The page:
Tax time is coming. If "Ding-Dong" is your motto, look out
for the IRS.
My mother got a call from the IRS on her cellphone awhile
back. She was on a 10-day vacation with three retired friends and staying
at the Best Western Motel in Padre Island, Texas. Of course, the Best Western,
with its high-priced rooms ($44.95 snowbird special with kitchenette) and
high-security enclave (Sheetrock and sliding glass doors), is a notorious
hangout for tax cheats and high-flying criminals.
At 66 years old, mom receives Social Security and other fixed
income from bonds. She has worked part-time as an Avon lady for 40 years.
Her gross income is low. Her taxes are small and completed by a local, professional
accountant. All of her fixed income is stated clearly. She is, I have found
out, a prime IRS target.
Syracuse University in New York houses a government watchdog
center, the Transactional Records Access Clearinghouse, which monitors the
IRS. TRAC is funded by nonpartisan, nonprofit foundations. On its website
(www.trac.syr.edu), TRAC reveals the
following three- year trends:
** The number of federal tax prosecutions is half of the average
of the 10 preceding years.
** Securities fraud prosecutions have averaged a total of
10 per year.
** Negligence and fraud penalties against corporations by
the IRS "have collapsed" and are now one-fifth of the preceding 10-year average.
** Small businesses are four times more likely to be audited
than larger corporations.
** Among the small business entities where fraud is most likely
to occur - partnerships, S-corporations and fiduciary trusts - the number
of audits is one-third of the preceding 10-year average.
** The total audit rate for individuals is one-third of 10
** Low-income taxpayers earning $25,000 are just as likely
to be audited as higher-income taxpayers earning more than $100,000.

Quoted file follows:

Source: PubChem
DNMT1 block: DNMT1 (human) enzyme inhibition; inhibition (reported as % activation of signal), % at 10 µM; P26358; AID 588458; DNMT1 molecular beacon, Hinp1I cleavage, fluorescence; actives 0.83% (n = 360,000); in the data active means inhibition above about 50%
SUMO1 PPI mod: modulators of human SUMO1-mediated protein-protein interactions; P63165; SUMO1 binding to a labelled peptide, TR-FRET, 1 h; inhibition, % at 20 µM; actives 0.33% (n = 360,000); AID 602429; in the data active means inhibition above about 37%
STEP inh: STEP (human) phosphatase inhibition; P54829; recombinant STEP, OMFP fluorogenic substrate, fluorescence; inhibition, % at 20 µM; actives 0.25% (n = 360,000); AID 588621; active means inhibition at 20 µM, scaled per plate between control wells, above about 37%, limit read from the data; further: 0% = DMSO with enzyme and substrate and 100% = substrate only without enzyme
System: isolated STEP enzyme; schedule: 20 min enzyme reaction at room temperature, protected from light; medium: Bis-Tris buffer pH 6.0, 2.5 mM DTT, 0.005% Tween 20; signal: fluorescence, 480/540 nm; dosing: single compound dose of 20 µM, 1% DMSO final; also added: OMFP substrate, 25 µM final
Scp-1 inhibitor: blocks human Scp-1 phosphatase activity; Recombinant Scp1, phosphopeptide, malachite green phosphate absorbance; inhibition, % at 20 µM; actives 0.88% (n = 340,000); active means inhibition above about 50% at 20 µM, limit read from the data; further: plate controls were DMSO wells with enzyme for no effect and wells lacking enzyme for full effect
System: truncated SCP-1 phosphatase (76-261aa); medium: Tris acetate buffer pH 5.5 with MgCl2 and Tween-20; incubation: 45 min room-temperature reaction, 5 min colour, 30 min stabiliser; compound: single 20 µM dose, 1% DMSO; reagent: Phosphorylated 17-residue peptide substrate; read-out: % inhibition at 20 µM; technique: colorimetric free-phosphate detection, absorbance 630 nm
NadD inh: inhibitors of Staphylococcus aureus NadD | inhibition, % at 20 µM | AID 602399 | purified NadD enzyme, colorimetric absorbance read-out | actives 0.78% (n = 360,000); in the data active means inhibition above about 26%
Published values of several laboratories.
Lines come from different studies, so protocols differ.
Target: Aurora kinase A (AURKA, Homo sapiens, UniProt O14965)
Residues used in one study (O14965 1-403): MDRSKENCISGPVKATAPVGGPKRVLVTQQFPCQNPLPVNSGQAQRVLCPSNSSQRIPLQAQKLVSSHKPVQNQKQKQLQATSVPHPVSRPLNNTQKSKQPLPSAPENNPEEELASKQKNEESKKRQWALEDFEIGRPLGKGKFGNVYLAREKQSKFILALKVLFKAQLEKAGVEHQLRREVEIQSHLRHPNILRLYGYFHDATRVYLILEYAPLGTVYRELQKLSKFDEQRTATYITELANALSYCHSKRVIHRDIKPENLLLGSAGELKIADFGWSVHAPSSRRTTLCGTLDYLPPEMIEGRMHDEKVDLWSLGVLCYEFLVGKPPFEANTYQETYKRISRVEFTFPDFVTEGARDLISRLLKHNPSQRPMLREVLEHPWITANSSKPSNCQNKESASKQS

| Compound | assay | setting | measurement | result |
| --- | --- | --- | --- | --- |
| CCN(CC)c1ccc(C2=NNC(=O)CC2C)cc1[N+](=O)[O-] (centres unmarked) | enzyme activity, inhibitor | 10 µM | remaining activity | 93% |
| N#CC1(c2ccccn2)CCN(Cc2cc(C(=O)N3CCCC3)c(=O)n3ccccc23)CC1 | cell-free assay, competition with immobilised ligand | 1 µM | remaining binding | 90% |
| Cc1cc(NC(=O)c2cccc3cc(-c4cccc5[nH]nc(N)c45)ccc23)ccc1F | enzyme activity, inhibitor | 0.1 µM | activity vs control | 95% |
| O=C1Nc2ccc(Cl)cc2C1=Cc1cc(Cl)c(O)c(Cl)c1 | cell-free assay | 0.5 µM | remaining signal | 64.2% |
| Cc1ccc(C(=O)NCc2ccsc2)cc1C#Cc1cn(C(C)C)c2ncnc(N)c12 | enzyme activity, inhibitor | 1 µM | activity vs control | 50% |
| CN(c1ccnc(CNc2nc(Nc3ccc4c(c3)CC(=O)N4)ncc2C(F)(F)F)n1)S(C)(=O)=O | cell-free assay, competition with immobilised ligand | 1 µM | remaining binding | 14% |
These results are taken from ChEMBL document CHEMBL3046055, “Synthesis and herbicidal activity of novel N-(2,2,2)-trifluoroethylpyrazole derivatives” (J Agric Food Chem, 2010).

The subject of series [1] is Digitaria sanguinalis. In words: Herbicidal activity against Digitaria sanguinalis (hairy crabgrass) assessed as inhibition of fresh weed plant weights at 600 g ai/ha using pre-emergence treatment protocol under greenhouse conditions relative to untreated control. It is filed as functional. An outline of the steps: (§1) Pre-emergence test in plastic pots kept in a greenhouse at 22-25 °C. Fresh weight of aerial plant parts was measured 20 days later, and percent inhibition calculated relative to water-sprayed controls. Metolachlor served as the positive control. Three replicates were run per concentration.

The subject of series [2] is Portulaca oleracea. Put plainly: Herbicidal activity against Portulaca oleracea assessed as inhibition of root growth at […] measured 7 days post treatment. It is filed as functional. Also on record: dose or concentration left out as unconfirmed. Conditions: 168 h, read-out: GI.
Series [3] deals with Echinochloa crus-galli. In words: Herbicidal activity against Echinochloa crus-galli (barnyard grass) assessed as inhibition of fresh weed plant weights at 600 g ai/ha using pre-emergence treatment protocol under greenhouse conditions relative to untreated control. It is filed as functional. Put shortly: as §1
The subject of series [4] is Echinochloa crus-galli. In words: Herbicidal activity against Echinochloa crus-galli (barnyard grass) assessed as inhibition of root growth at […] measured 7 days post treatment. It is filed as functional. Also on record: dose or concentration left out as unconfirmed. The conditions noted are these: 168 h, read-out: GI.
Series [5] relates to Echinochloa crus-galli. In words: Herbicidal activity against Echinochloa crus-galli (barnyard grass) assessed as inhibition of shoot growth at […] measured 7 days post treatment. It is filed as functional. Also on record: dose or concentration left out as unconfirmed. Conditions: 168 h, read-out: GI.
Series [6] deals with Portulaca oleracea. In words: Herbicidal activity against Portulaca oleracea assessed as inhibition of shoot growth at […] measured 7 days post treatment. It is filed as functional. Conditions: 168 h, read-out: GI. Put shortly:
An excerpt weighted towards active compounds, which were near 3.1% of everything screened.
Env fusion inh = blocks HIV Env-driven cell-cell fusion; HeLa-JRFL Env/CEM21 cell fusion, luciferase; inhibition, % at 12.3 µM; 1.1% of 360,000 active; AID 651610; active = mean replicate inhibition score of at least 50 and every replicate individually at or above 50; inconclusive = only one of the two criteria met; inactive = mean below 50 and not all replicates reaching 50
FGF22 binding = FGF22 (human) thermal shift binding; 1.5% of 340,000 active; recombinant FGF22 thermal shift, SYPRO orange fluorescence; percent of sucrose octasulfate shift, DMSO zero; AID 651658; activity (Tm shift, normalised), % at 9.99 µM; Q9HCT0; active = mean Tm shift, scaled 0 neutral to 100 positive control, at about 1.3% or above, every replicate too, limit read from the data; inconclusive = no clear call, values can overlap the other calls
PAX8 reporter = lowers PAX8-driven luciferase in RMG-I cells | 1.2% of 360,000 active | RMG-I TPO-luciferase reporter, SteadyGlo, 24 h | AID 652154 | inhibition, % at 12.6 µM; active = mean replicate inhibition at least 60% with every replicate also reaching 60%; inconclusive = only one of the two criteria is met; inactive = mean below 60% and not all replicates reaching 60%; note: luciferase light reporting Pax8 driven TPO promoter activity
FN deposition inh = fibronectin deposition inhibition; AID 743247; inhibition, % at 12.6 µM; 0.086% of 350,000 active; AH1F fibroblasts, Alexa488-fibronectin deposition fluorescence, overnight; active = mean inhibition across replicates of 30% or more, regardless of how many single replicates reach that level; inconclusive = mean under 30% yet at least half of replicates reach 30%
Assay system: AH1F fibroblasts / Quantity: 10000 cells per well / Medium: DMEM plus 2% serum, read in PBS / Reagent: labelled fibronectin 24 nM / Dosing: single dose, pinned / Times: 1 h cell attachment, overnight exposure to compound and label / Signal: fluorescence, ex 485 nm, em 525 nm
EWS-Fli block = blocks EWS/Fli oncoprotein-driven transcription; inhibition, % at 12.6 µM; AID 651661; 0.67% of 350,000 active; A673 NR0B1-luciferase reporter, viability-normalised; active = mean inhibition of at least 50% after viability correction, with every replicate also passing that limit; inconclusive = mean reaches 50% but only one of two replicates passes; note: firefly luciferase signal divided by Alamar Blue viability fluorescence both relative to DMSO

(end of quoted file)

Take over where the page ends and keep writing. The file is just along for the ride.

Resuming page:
About these three-year trends, TRAC says that "criminal enforcement
is in shambles"; that there are problems with "corporate responsibility and
the Bush administration"; and that the IRS is currently "going after the little
Hmmm. Why my mom? The IRS randomly picks 1.5 percent of taxpayers
and then looks for "discrepancies" in the taxpayer's return and bank account.
In mom's case, discrepancies did exist. Here's the kicker: My dad died in
2001, and in 2002 my mom and I sold all of his accumulated stuff - his truck,
small airplane, motorcycles, and lots and lots of shop tools and toys. Mom
also sold their house and bought a condo in town. Money came from all these
sales, went into mom's bank account, and then into fixed-income bonds. The
IRS is auditing mom because she had "unusual activity in her bank account."
Her accountant explained this "unusual activity" to the IRS agent. "Sorry,"
the agent said, "the audit continues."
At first, mom was very nervous. The IRS agent told her she
needed a receipt with the name and phone number of the buyer for each of the
hundreds of items from dad's estate. She lives in a small town, and miraculously
after many phone calls and nervous days, she has most of this.
Now, mom's getting mad. The more people she talks to and the
more stories she sees on television about corporate scandals and Halliburton
kickbacks, the madder she gets. "It's stupid," she tells me later on the phone,
her voice rattling. "Surely the IRS has better things to do. It's like they've
been told to waste time auditing retired widows so that real corporate crooks
can get off scot-free."
"Mom," I say, "that's a ridiculous conspiracy theory. The
problem was that you were staying at the Best Western in Padre Island, a tip-off
for affluence and embezzlement. You should have stayed at the Motel 6."
"But they don't have kitchenettes," she shoots back.
"I know it," I say. "And so does the IRS."
I ask her another question. "How did the IRS get your cellphone
number when you were on vacation?"
"I don't know," she says. "I guess they got it off my answering
machine at home."
Mom got a cellphone so the nursing home could keep in constant
contact with her in case something happened to my grandma, who has Alzheimer's.
On her answering machine, mom has this message: "Hi. I'm not home right now.
If this is an emergency, you can contact me on my cellphone at .. ."
It certainly is an emergency, and reminds me of another one,
at the ballot box in November.
Gary Wockner (www.garywockner.com)
is a wildlife ecologist at Colorado State University.